Japanese fleet returns from Antarctic hunt with 333 whales

MARI YAMAGUCHI, Associated Press Yahoo News 1 Apr 17;

TOKYO (AP) — Japan's whaling fleet returned home Friday after killing 333 whales in the Antarctic, achieving its goal for the second year under a revised research whaling program.

The Fisheries Agency said the five-ship fleet finished its four-month expedition without major interference from anti-whaling activists who have attempted to stop it in the past.

Japan says the hunt was for ecological research. Research whaling is allowed as an exception to a 1986 international ban on commercial whaling. Opponents of the Japanese program say it's a cover for commercial whaling because the whales are sold for food.

The International Court of Justice ruled in 2014 that Japan's Antarctic whaling program should stop because it wasn't scientific as Tokyo had claimed. Japan conducted non-lethal whaling research in the Antarctic in 2015, and revised its program in 2016 by reducing the catch quota to about one-third of what it used to kill.

"It was great that we have achieved our plan. We will steadily continue our research toward a resumption of commercial whaling," Fisheries Agency official Shigeto Hase said at a welcome ceremony in Shimonoseki, home port for the fleet's mother ship, Nisshin Maru.

Officials said the whalers used parts of the whales to determine their age, nutrition, and reproductive conditions. Opponents say such studies can be done using non-lethal methods.

Kitty Block, executive vice president of Humane Society International, an animal protection group based in Washington D.C., said Japan is needlessly killing whales every year. "It is an obscene cruelty in the name of science that must end," she said in a statement.

Japan has hunted whales for centuries as a source of protein and cheaper alternative to other meats. Its whale catch has fallen in recent years in part because of declining domestic demand for whale meat. Protests by the anti-whaling group Sea Shepherd have also contributed to the decline.

Critics say it's a dying industry, but Japan's government has spent large amounts of tax money to sustain the whaling operations, saying it's a Japanese cultural tradition that must be preserved.


Japan kills more than 300 whales in annual Antarctic hunt
Whaling fleet returns to port after slaughtering hundreds of minke whales, in defiance of moratorium on hunting and global criticism
Agence France-Presse Yahoo News 31 Mar 17;

A Japanese whaling fleet returned to port on Friday after an annual Antarctic hunt that killed more than 300 of the mammals, as Tokyo pursues the programme in defiance of global criticism.

The fleet set sail for the Southern Ocean in November, with plans to slaughter 333 minke whales, flouting a worldwide moratorium and opposition led by Australia and New Zealand.

The fleet consisted of five ships, three of which arrived on Friday morning at Shimonoseki port in western Japan, the country’s Fisheries Agency said.

More than 200 people, including crew members and their families, gathered in the rain for a 30-minute ceremony in front of the Nisshin Maru, the fleet’s main ship, according to an official of the Shimonoseki city government.

In a press release, the agency described the mission as “research for the purpose of studying the ecological system in the Antarctic Sea”.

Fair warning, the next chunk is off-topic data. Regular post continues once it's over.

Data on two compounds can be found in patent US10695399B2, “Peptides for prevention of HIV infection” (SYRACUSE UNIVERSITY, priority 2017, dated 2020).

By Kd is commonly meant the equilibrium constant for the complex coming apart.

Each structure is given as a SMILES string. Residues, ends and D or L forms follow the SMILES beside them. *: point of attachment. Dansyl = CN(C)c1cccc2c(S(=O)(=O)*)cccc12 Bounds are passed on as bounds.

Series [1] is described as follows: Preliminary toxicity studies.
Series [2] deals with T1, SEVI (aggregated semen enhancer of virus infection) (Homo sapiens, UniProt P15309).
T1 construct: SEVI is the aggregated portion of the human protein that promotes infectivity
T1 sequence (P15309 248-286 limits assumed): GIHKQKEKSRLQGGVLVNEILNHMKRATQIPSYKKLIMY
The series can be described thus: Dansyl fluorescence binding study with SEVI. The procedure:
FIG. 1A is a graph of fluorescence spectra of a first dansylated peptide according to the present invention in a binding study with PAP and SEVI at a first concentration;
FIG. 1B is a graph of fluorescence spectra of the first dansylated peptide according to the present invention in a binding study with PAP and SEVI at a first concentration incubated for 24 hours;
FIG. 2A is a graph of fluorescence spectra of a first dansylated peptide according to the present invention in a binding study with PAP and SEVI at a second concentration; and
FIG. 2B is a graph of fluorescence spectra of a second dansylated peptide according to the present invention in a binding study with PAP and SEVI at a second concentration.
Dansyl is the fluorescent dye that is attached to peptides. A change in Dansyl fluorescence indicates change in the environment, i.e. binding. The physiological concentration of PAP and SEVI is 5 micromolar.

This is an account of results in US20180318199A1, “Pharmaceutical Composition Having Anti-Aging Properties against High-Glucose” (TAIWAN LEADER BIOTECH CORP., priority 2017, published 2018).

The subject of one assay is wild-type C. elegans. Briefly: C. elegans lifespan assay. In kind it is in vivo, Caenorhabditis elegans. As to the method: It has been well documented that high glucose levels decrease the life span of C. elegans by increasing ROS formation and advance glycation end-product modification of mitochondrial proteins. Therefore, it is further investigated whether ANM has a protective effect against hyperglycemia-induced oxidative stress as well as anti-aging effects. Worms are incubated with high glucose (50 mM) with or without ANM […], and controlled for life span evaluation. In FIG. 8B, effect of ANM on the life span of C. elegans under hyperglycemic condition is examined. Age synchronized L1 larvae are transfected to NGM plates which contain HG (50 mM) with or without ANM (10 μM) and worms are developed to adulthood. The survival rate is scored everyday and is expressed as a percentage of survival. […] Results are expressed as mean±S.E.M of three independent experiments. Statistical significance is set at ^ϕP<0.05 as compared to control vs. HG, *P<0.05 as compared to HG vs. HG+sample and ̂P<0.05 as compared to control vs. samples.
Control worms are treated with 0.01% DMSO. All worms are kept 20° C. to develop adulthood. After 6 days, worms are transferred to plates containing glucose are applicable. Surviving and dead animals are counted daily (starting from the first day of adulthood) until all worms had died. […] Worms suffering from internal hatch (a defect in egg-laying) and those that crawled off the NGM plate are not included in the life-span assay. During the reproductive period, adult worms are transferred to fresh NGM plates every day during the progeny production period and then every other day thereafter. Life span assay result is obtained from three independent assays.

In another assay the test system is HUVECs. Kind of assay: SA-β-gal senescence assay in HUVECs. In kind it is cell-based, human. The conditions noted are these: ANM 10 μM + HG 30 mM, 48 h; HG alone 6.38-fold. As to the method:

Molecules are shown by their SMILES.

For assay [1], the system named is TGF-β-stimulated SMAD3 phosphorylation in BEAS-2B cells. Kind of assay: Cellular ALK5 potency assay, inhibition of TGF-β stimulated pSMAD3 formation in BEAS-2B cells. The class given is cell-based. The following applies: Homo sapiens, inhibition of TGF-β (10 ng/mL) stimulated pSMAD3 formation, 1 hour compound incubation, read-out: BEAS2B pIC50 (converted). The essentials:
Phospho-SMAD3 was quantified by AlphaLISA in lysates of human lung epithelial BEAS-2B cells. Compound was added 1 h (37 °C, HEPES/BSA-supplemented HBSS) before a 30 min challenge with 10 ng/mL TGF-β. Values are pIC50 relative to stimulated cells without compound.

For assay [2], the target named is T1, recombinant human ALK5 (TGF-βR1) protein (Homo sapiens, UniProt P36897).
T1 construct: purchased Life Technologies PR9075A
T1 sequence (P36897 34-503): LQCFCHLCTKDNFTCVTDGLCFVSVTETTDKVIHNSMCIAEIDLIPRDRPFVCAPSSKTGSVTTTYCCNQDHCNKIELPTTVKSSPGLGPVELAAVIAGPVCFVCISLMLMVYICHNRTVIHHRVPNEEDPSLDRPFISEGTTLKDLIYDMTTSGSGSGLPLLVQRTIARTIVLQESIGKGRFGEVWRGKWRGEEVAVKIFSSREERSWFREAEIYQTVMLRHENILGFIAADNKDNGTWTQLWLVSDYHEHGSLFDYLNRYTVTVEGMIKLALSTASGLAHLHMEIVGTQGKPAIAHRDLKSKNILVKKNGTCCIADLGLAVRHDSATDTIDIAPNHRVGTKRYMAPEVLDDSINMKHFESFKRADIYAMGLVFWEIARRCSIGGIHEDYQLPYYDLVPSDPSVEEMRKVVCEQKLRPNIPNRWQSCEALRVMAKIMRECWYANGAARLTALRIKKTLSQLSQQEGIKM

But environmentalists and the International Court of Justice (IJC) call that a fiction and say the real purpose is simply to hunt whales for their meat.

Anticipating the fleet’s return, animal protection charity Humane Society International called for an end to Japanese whaling. “Each year that Japan persists with its discredited scientific whaling is another year where these wonderful animals are needlessly sacrificed,” said Kitty Block, the group’s executive vice-president.

“It is an obscene cruelty in the name of science that must end.”

Japan also caught 333 minke whales in the previous season ending in 2016 after a one-year hiatus prompted by an IJC ruling, which said the hunt was a commercial venture masquerading as science and ordered Tokyo to end it.

Under the International Whaling Commission (IWC), to which Japan is a signatory, there has been a moratorium on hunting whales since 1986.

Tokyo exploits a loophole allowing whales to be killed for “scientific research” and claims it is trying to prove the population is large enough to sustain a return to commercial hunting.

But it also makes no secret of the fact that whale meat ends up on dinner tables and is served in school lunches.

Japan has hunted whales for centuries, and their meat was a key source of protein in the immediate post-second world war years, when the country was desperately poor. But consumption has dramatically declined in recent decades, with significant proportions of the population saying they “never” or “rarely” eat whale meat.

In response to the ICJ ruling, Japan’s 2014-15 mission carried out only “non-lethal research” such as taking skin samples and doing headcounts.

Past missions have been hampered by a confrontational campaign on the high seas by environmentalists Sea Shepherd. A fisheries agency official said that the whalers this time faced “no obstructive behaviour threatening safety of the fleet and crew members” by the group.

He attributed that partially to Japan dispatching patrol ships to protect the fleet.

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